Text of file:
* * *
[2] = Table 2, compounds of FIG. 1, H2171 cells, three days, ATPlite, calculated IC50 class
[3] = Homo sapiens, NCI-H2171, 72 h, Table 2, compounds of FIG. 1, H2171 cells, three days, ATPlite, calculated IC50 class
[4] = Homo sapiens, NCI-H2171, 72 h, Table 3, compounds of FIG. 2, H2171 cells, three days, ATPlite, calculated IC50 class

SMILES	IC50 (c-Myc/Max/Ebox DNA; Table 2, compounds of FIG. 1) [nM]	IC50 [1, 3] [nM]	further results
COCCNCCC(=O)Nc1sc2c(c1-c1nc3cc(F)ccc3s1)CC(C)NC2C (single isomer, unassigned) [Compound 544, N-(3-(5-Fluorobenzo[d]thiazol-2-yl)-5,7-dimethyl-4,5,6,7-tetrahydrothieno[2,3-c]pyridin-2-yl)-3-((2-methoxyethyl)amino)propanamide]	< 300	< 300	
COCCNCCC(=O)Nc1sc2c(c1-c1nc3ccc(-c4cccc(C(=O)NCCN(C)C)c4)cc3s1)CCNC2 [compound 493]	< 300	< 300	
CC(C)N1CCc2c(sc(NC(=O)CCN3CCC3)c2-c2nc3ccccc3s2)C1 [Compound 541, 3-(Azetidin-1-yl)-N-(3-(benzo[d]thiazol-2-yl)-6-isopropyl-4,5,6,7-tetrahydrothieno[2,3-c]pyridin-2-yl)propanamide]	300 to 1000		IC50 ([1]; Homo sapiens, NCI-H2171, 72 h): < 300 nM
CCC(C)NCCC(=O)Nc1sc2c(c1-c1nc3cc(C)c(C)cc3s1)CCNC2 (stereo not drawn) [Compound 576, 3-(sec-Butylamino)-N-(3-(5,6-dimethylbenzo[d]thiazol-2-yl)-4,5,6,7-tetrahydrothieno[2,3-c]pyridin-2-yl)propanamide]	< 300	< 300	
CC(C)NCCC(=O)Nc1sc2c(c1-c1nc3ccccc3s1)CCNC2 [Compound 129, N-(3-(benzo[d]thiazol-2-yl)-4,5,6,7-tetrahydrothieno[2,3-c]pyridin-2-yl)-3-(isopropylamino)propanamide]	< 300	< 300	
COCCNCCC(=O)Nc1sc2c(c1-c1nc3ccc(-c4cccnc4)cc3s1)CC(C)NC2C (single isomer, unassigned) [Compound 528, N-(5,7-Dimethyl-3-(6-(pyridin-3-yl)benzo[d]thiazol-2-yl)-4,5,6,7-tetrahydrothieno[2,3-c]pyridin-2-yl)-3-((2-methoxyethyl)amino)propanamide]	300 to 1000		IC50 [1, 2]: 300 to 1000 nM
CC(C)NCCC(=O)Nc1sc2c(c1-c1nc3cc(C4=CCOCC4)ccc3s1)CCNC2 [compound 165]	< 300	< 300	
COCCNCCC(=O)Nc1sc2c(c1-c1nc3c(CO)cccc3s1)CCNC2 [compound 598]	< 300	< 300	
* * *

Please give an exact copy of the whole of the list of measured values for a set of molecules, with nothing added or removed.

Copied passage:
[2] = Table 2, compounds of FIG. 1, H2171 cells, three days, ATPlite, calculated IC50 class
[3] = Homo sapiens, NCI-H2171, 72 h, Table 2, compounds of FIG. 1, H2171 cells, three days, ATPlite, calculated IC50 class
[4] = Homo sapiens, NCI-H2171, 72 h, Table 3, compounds of FIG. 2, H2171 cells, three days, ATPlite, calculated IC50 class

SMILES	IC50 (c-Myc/Max/Ebox DNA; Table 2, compounds of FIG. 1) [nM]	IC50 [1, 3] [nM]	further results
COCCNCCC(=O)Nc1sc2c(c1-c1nc3cc(F)ccc3s1)CC(C)NC2C (single isomer, unassigned) [Compound 544, N-(3-(5-Fluorobenzo[d]thiazol-2-yl)-5,7-dimethyl-4,5,6,7-tetrahydrothieno[2,3-c]pyridin-2-yl)-3-((2-methoxyethyl)amino)propanamide]	< 300	< 300	
COCCNCCC(=O)Nc1sc2c(c1-c1nc3ccc(-c4cccc(C(=O)NCCN(C)C)c4)cc3s1)CCNC2 [compound 493]	< 300	< 300	
CC(C)N1CCc2c(sc(NC(=O)CCN3CCC3)c2-c2nc3ccccc3s2)C1 [Compound 541, 3-(Azetidin-1-yl)-N-(3-(benzo[d]thiazol-2-yl)-6-isopropyl-4,5,6,7-tetrahydrothieno[2,3-c]pyridin-2-yl)propanamide]	300 to 1000		IC50 ([1]; Homo sapiens, NCI-H2171, 72 h): < 300 nM
CCC(C)NCCC(=O)Nc1sc2c(c1-c1nc3cc(C)c(C)cc3s1)CCNC2 (stereo not drawn) [Compound 576, 3-(sec-Butylamino)-N-(3-(5,6-dimethylbenzo[d]thiazol-2-yl)-4,5,6,7-tetrahydrothieno[2,3-c]pyridin-2-yl)propanamide]	< 300	< 300	
CC(C)NCCC(=O)Nc1sc2c(c1-c1nc3ccccc3s1)CCNC2 [Compound 129, N-(3-(benzo[d]thiazol-2-yl)-4,5,6,7-tetrahydrothieno[2,3-c]pyridin-2-yl)-3-(isopropylamino)propanamide]	< 300	< 300	
COCCNCCC(=O)Nc1sc2c(c1-c1nc3ccc(-c4cccnc4)cc3s1)CC(C)NC2C (single isomer, unassigned) [Compound 528, N-(5,7-Dimethyl-3-(6-(pyridin-3-yl)benzo[d]thiazol-2-yl)-4,5,6,7-tetrahydrothieno[2,3-c]pyridin-2-yl)-3-((2-methoxyethyl)amino)propanamide]	300 to 1000		IC50 [1, 2]: 300 to 1000 nM
CC(C)NCCC(=O)Nc1sc2c(c1-c1nc3cc(C4=CCOCC4)ccc3s1)CCNC2 [compound 165]	< 300	< 300	
COCCNCCC(=O)Nc1sc2c(c1-c1nc3c(CO)cccc3s1)CCNC2 [compound 598]	< 300	< 300	